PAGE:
Day 1: Arrive in Tenerife
There are two airports in Tenerife: the north and the south. Where you choose to stay will depend on what airport you can fly to. Our flight landed at the south airport, and so we chose accommodation nearby, in the resort town of Costa Adeje. This is a popular town for many tourists and while it is busy, Costa Adeje is a good place to be based. There are lots of amenities and attractions nearby including hotels, apartments and good bus routes. So once you arrive at your destination, take the evening to explore the area, top up on supplies (if you’re self-catered) or just relax.
Day 2: Snorkel with turtles & whale watching
Being in Costa Adeje, we were really close to many of the wildlife tours and excursions which run from the island. While there are several around the island, we opted for one which ran from Los Cristianos, the next town along the coast. The tour (which I booked a week in advance) started at 11 am, so we caught the bus there from Costa Adeje which only took 30 minutes. The experience involved kayaking out to a bay and snorkelling with the turtles and rays who reside there. The whole tour lasted about 3 hours and was absolutely incredible! I’d never seen turtles in real life before, so it was pretty magical.
After a quick lunch at K Vegan in Los Cristianos, we headed back on the bus to Costa Adeje and wandered down to the port. The whale watching tour, with Atlantic Eco Experience, started at 4 pm and we had a little time to spare. What I liked about this particular tour was the fact that the boat was small, fitting only 10 people, and that the guides were passionate about conservation. We saw pilot whales and dolphin and we also got to listen to the sounds they were making thanks to the boat’s hydrophone.
Day 3: Siam Park
Voted the world’s best water park by Tripadvisor, Siam Park is an absolute must during your Tenerife holiday. If you’re able to, head to the park when the weather is overcast. When we went, it was warm but quite cloudy and the park was barely half full. We didn’t have to queue for any rides, which made the whole experience much better.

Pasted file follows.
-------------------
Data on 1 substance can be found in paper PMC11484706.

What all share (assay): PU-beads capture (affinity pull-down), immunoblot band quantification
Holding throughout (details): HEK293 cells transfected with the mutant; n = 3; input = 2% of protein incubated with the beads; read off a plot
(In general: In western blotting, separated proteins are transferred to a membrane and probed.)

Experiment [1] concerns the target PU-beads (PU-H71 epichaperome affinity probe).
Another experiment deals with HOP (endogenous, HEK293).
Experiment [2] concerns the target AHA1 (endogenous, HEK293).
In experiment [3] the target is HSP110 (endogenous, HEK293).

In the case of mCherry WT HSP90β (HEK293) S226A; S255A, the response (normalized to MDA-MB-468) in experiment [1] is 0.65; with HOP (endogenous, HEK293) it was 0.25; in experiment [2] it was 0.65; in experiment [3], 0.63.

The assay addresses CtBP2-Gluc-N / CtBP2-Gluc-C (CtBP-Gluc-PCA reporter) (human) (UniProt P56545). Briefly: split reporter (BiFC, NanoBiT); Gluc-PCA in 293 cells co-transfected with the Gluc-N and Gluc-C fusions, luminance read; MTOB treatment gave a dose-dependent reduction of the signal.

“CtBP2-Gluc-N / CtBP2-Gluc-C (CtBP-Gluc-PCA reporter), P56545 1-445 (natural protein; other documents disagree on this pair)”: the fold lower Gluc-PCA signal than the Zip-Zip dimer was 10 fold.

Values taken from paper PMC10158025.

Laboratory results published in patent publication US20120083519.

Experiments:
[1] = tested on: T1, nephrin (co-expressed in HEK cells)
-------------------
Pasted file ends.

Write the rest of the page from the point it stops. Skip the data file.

Things to know before you go
- You’re not allowed to bring any food into the park. The staff do a rough search of bags on arrival and you’ll certainly be stopped if you’re bringing in a cooler full of food. However, while there are several restaurants in the park, I didn’t see any with vegan options upon researching. As such, we did pack a few sandwiches and snacks which we put at the bottom of our bags. This was fine and we had no trouble getting in. Thank goodness I did because if not, I certainly would have starved.
- You’re not allowed to wear any loose items on the rides, this includes glasses and goggles (you’ll be asked to strap them to your wrist while riding.)
- GoPros are allowed but they must be strapped on to your body either via a chest or a headband.
- There are several locker buildings around the park. You can rent a small locker there for €3 a day and a big locker for 5€ (plus 5€ deposit).
- The best months to visit are from March-May. It’s offseason and the weather is warm enough.
- Book your tickets in advance from attractiontix and get a €5 food and drink voucher free. I used mine for a juice drink and a coffee.
Day 4: Rent a car & Mount Teide
Mount Teide is the natural highlight of Tenerife. This volcano is the third largest in the world and is one of the most spectacular sights on the island. The Teide National Park, in which it is located, is equally astounding. Its rocky, barren landscape is reminiscent of the deserts of Utah and looks and feels like, what I imagine, a trip to Mars would be like. You can ascend Mount Teide on a cable car which takes you to 3500m, just 200m from the top. If you’d like to walk to the top, you need to apply for a permit from the government in advance.